A direct short between the alternator's output and ground would result in the almost instantaneous destruction of the rectifier stack which sits between the windings and the output.



Also, for what it's worth, 160 amps is more power than the alternators commonly used on large tractor-trailer trucks produce. I would take this rating with a grain of salt.
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Old 08-31-2012, 01:30 AM   #8
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Quote:
Originally Posted by NA6C-Guy View Post
Yes, 160 amp. Upgraded, remaned Mistubishi alternator off ebay. We shall see how that goes. The seller deals in alternators and starters, and have a nearly perfect rating.
160amp is ridiculously high for your needs. I'm slightly confused as to what a passenger car could use 160amps for, short of a massive 50billion watt audio system. If it really is a 160amp alt, and he rewound it how I think, you are going to see a lack of amps on the low rpm range compared to a FD stock alt. I'll be interested to hear back on your low rpm amps/voltage - remember, we are already underdriving the FD alt.

FWIW, I picked up a new (not remanned) 100 or 120amp stock FD alt with a lifetime warranty from the 'zone or o'reillys locally - for less than you paid.
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Old 09-03-2012, 10:57 AM   #9
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160amp is ridiculously high for your needs. I'm slightly confused as to what a passenger car could use 160amps for, short of a massive 50billion watt audio system. If it really is a 160amp alt, and he rewound it how I think, you are going to see a lack of amps on the low rpm range compared to a FD stock alt. I'll be interested to hear back on your low rpm amps/voltage - remember, we are already underdriving the FD alt.

FWIW, I picked up a new (not remanned) 100 or 120amp stock FD alt with a lifetime warranty from the 'zone or o'reillys locally - for less than you paid.
Oh well. More is better yo! I will admit electrical related things are my weakest point. I would not make a good electrical engineer.

So, correct me if I'm wrong on this. The connector on the alternator is not a signal wire or anything for the internal regulator, but simply wiring for the indicator light on the dash? Since it's internally regulated, it needs no other wiring for that aspect, correct?

So you really think I'll have an issue with this alt? I wouldn't be heart broken returning it, or reselling it and picking up a stock replacement FD alt at ~100amps. Had I simply done the math first, I would have seen that 160 is indeed way overkill. My headlights draw 260 combined watts, stereo at about 300, and fog lights at about 200 watts. Add the draw from everything factory, and surely I'm not exceeding 80 amps total, for everything.
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Old 09-03-2012, 03:29 PM   #10
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headlights + stereo + fog lights = 54 amps at 14v

you have 460 watts of lighting? that seems awfully high...
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Old 09-03-2012, 08:49 PM   #11
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headlights + stereo + fog lights = 54 amps at 14v

you have 460 watts of lighting? that seems awfully high...
It is. My setup is "not street legal", but here in Alabamer, it doesn't matter. No inspections and cops no give a ****. It's not like my setup blinds people like poorly done HID conversions.

But again. Would this alternator really give me issues? I'm not seeing how a higher potential amperage output is going to somehow not be good.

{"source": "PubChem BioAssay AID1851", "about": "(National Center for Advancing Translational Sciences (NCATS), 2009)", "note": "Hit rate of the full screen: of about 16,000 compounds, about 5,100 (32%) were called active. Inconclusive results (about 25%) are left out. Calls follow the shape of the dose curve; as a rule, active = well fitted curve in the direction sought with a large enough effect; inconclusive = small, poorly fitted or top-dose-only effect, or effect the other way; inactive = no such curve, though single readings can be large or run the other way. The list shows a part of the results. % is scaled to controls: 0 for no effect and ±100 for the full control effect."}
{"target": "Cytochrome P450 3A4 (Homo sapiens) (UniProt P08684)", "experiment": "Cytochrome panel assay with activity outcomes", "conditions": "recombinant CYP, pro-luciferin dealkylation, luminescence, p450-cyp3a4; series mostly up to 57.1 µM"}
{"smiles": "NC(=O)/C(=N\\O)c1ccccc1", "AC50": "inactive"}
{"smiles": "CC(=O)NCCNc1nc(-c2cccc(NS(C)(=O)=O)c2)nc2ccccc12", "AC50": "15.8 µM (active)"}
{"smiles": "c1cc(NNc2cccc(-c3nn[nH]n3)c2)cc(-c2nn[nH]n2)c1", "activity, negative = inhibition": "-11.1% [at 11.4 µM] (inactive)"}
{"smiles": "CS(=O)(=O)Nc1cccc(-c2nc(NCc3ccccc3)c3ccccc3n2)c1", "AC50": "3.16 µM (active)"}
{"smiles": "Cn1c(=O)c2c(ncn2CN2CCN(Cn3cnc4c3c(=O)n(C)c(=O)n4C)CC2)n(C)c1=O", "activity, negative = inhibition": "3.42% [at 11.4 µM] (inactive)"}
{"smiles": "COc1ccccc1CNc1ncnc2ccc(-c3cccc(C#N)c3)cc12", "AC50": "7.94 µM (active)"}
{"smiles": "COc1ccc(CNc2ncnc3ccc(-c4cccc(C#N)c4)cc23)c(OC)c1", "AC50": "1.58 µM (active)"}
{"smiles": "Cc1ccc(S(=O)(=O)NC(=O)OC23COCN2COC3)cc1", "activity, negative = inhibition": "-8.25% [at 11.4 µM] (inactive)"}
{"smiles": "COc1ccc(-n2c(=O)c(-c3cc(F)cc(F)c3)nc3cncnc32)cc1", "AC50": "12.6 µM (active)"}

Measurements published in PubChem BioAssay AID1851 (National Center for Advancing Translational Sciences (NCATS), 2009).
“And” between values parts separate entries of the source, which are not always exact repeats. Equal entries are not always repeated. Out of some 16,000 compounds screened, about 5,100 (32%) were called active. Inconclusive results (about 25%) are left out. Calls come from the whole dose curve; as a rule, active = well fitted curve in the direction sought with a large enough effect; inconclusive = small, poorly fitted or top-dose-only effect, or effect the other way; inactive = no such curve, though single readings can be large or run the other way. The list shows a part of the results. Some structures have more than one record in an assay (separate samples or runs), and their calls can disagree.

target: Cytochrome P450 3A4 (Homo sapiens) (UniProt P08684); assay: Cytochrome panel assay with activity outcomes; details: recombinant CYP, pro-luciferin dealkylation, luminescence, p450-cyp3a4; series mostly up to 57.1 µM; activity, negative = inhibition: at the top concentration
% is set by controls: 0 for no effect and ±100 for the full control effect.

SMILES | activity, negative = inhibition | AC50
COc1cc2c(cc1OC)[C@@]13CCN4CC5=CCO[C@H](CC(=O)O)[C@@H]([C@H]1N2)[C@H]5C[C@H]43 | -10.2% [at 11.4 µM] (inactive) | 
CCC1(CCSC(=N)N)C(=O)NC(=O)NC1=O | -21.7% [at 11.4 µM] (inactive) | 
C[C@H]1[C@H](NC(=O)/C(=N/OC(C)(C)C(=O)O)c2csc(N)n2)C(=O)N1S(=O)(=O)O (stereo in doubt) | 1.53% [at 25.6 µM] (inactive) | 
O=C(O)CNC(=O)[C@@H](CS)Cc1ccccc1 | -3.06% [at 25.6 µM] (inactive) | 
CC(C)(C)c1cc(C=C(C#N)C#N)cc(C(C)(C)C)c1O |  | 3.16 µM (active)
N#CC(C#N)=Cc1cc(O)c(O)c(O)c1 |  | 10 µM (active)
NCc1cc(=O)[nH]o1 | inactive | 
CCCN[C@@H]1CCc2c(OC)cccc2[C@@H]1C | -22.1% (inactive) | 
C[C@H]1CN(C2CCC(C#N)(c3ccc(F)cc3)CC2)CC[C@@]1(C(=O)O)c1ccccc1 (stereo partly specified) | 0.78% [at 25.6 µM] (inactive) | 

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Old 09-03-2012, 09:00 PM   #12
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But again. Would this alternator really give me issues? I'm not seeing how a higher potential amperage output is going to somehow not be good.
It'll probably work fine. I merely question the validity of the 160a rating. But, of course, the stock alternator wasn't your problem in the first place.

Don't be a chicken, just run the thing.
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Old 09-03-2012, 11:38 PM   #13
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Yeah, I'm quite sure the stock alternator wasn't the real issue. But because of all of the heat the positive terminal has been put through, I'd rather have a new alternator. Plus at the amperage requirements I have, the stock 60 or 65 amp output probably wasn't enough. Plus I would imagine that rating has gone down quite a bit in the 18 years of the alternators life. The plastic shield around the stud is melted and the stud itself looks pretty nasty from the extreme heat. I'll do a good checking of everything I can find to check and see if anything looks to be shorting, or if a ground is bad.
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Old 09-04-2012, 10:16 AM   #14
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The Fiat 500 comes with a 140A alternator.

The miata has the worst alternator ever. It can't even keep the voltage up with the headlights running or the a/c running. Let alone you have both on.
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Old 09-04-2012, 10:32 AM   #15
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If I have everything on, you can tell it. Lights dim a lot, and the idle barely holds. Which that is more of an IAC or similar issue, not so much the alternator. That is one of my hopes with the higher output alternator, is that my lights will be more steady with accessories running. I have a feeling my stock alternators voltage output was lower than it should have been, and being close to its amperage limit didn't help matters I'm sure. I have a feeling most of my heat issue was the poor crimping and soldering work I did on the wires at the alternator stud. Using a big lug for small wire and trying to fill the space with solder full of air pockets, from what I understand, is not at all good. Electricity arcs across the gaps, causing heat. Which is why the lug and the stud would be glowing bright enough red/orange/white to light up that side of the engine bay at night. Then again, I may be talking out of my ***. Seems correct and I'm sure I've heard that somewhere before.
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Old 09-04-2012, 10:34 AM   #16
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My voltages drops below 11v when I have my lights and a/c running at idle. I've seen it go as low as 10.5v...at that point the LC-1 turns off. One of these days I'm going to convert to an FC alternator (i have 1.6L). I should have done it when I put on the current alt, but I needed a replacement asap, and the local store didnt have the FC alternator, I'd have to drive about 20 miles to get it and the voltage regaulator in mine was going out and I had to monitor my voltages and turn off the ignition while driving when I saw the voltage spike...
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Old 09-04-2012, 10:50 AM   #17
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The 1.6L miata has the worst alternator ever.
Fixed that for you. The NB alt is bauce.
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Old 09-04-2012, 11:03 AM   #18